Dial's Roller-Coaster World

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  • Click on image to enlarge

    Photo: Stephen Pitkin / Pitkin Studio
  • Click on image to enlarge

    Photo: Stephen Pitkin/Pitkin Studio
2000 to 2004
Clothing, steel, broom, tin, cable spools, rope carpet, clown doll, bed linens, enamel, and Splash Zone compound
136 x 74 x 67 inches

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Description: 

In this work Dial turns his focus on himself and the challenges of his own artistic career.

In this work Dial turns his focus on himself and the challenges of his own artistic career. Appropriately entitled Dial’s Roller-Coaster World, the assemblage includes many symbols of the unexpected and precipitous ups and downs of Dial’s life. Mounted at the very top of the piece are a number of brightly painted cable spools, abstracted images of roller-coaster cars that careen along a curved track made of metal strips and rope. Appearing below the track are other symbols of Dial’s unpredictable journey—a large black kite with the potential to sail high or suddenly dive to the ground; a double row of houses, one high and the other low, to signify Dial’s changing economic fortunes; and streams of tattered cloth that, for Dial, evoke the historical plight of black people and also call to mind the capricious nature of the familiar rags-to-riches tale.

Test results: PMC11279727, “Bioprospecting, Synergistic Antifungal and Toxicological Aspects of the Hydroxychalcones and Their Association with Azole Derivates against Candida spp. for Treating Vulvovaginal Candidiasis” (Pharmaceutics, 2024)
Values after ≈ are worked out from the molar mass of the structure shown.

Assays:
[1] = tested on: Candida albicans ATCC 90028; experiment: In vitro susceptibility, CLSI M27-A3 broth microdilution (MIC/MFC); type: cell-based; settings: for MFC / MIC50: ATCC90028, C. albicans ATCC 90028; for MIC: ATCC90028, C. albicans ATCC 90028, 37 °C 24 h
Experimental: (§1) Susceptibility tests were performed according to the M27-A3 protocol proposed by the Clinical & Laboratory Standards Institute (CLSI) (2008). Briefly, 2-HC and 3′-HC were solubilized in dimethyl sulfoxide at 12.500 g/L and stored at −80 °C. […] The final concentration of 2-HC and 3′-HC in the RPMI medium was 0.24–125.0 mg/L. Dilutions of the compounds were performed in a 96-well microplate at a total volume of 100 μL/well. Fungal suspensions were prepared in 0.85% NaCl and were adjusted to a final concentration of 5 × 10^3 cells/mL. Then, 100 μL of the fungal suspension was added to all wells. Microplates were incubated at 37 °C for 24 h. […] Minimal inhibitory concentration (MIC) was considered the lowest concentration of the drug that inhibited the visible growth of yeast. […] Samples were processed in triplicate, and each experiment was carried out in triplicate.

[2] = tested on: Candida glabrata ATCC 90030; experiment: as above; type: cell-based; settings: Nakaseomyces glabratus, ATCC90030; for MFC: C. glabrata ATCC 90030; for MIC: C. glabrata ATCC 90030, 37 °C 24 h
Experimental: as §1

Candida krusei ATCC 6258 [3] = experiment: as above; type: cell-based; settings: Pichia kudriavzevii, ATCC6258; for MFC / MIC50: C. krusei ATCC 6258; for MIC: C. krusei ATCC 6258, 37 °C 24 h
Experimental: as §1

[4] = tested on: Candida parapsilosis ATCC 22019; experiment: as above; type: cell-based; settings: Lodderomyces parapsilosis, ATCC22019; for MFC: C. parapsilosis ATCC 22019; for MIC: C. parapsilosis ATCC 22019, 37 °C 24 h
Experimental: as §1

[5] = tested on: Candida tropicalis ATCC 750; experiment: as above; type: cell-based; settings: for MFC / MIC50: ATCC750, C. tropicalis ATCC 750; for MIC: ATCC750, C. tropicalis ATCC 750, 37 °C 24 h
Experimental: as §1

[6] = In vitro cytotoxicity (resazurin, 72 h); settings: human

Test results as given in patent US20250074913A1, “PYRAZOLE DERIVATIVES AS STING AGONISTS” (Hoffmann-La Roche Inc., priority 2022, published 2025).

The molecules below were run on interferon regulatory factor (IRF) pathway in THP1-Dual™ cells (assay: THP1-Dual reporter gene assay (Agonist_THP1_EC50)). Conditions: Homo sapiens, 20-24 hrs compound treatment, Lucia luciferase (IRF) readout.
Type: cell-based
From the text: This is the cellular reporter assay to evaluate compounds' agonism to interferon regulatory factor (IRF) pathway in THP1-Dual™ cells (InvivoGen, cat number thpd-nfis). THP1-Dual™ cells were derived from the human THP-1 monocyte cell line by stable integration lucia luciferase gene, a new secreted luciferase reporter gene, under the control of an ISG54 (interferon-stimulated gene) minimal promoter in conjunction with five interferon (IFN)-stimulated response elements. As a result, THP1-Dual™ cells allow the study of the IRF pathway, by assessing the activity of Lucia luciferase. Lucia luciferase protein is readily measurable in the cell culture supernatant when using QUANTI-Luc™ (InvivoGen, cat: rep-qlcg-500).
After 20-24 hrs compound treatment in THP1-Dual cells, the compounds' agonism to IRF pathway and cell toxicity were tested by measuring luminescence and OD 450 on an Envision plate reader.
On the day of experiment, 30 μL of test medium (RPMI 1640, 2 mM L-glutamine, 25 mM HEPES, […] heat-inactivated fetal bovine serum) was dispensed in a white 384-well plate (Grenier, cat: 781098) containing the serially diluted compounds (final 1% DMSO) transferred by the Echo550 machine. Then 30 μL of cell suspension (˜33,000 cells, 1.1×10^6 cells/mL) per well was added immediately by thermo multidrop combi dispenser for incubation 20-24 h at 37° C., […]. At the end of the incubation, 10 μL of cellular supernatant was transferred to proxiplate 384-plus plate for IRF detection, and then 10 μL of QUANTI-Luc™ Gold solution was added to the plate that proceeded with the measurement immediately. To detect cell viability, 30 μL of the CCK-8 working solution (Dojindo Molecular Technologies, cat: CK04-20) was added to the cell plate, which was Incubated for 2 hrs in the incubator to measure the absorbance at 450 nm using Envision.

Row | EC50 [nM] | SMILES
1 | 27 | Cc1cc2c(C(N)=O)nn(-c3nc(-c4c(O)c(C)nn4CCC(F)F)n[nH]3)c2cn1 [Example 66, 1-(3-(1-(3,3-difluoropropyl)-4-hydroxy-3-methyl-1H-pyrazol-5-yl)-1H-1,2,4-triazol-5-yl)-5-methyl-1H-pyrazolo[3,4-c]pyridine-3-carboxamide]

Using the metaphor of the roller coaster, Dial comments upon the uneven course of his artistic career. And just like the comic framework of Lonnie Holley’s Vision Land, he locates his musings on the realities of being a black vernacular artist within the absurdist context of an amusement park. To underscore the union of comic and tragic sentiments, Dial further includes the figure of a ragged toy clown within his assemblage. Hung from the piece’s scaffolding, as if lynched, the incongruous circus character evokes the same eerie feeling of disjunction that Dial effected by introducing a crucifixion amidst the frivolity of spinning Ferris wheels in Vision Land.

On one level, the hanging clown figure in Dial’s Roller-Coaster World is much like a prize won in games of chance at a theme park. It may also be read as a satirical symbol for Dial’s predicament as an artist, a reference to the minstrel-like way in which he has been forced to “play the fool” within the media and to the fact that, as a self-taught maker, his art has not always been taken seriously. But Dial’s use of the comic conjures even more complex meanings. While much of his work depicts the racist devastation brutally wreaked on African American hopes and dreams, his paintings and sculptures also serve as parables on the nature of human folly itself. In this sense, Dial’s clown mirrors back to us a refection of our own inherent absurdity, the foolishness of a world that cannot end its divisiveness and conflict, even as such actions foreshadow its own demise. Simply put, Dial’s clown is us.